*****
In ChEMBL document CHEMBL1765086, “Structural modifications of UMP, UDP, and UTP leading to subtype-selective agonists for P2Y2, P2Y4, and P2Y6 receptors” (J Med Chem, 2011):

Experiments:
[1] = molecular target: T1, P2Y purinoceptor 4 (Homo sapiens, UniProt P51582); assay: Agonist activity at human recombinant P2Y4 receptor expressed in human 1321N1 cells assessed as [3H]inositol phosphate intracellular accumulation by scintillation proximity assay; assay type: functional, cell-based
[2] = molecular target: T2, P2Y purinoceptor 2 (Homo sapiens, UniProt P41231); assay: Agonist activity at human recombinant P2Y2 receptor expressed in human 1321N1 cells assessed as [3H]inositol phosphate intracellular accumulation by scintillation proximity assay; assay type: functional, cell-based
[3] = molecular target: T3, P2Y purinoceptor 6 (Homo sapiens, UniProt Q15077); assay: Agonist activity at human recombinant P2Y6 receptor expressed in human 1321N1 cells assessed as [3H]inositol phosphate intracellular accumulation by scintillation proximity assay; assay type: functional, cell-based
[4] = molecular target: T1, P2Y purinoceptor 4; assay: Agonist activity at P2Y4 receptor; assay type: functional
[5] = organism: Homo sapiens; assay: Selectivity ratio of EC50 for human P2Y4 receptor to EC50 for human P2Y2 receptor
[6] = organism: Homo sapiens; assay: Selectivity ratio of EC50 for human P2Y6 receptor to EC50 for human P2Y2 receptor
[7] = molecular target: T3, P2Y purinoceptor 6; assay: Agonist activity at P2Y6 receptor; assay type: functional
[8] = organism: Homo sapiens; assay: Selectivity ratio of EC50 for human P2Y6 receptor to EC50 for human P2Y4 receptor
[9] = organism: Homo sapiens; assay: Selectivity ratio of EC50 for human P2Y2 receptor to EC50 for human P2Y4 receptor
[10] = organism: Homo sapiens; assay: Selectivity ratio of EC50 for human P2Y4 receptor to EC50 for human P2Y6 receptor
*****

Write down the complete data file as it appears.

In ChEMBL document CHEMBL1765086, “Structural modifications of UMP, UDP, and UTP leading to subtype-selective agonists for P2Y2, P2Y4, and P2Y6 receptors” (J Med Chem, 2011):

Experiments:
[1] = molecular target: T1, P2Y purinoceptor 4 (Homo sapiens, UniProt P51582); assay: Agonist activity at human recombinant P2Y4 receptor expressed in human 1321N1 cells assessed as [3H]inositol phosphate intracellular accumulation by scintillation proximity assay; assay type: functional, cell-based
[2] = molecular target: T2, P2Y purinoceptor 2 (Homo sapiens, UniProt P41231); assay: Agonist activity at human recombinant P2Y2 receptor expressed in human 1321N1 cells assessed as [3H]inositol phosphate intracellular accumulation by scintillation proximity assay; assay type: functional, cell-based
[3] = molecular target: T3, P2Y purinoceptor 6 (Homo sapiens, UniProt Q15077); assay: Agonist activity at human recombinant P2Y6 receptor expressed in human 1321N1 cells assessed as [3H]inositol phosphate intracellular accumulation by scintillation proximity assay; assay type: functional, cell-based
[4] = molecular target: T1, P2Y purinoceptor 4; assay: Agonist activity at P2Y4 receptor; assay type: functional
[5] = organism: Homo sapiens; assay: Selectivity ratio of EC50 for human P2Y4 receptor to EC50 for human P2Y2 receptor
[6] = organism: Homo sapiens; assay: Selectivity ratio of EC50 for human P2Y6 receptor to EC50 for human P2Y2 receptor
[7] = molecular target: T3, P2Y purinoceptor 6; assay: Agonist activity at P2Y6 receptor; assay type: functional
[8] = organism: Homo sapiens; assay: Selectivity ratio of EC50 for human P2Y6 receptor to EC50 for human P2Y4 receptor
[9] = organism: Homo sapiens; assay: Selectivity ratio of EC50 for human P2Y2 receptor to EC50 for human P2Y4 receptor
[10] = organism: Homo sapiens; assay: Selectivity ratio of EC50 for human P2Y4 receptor to EC50 for human P2Y6 receptor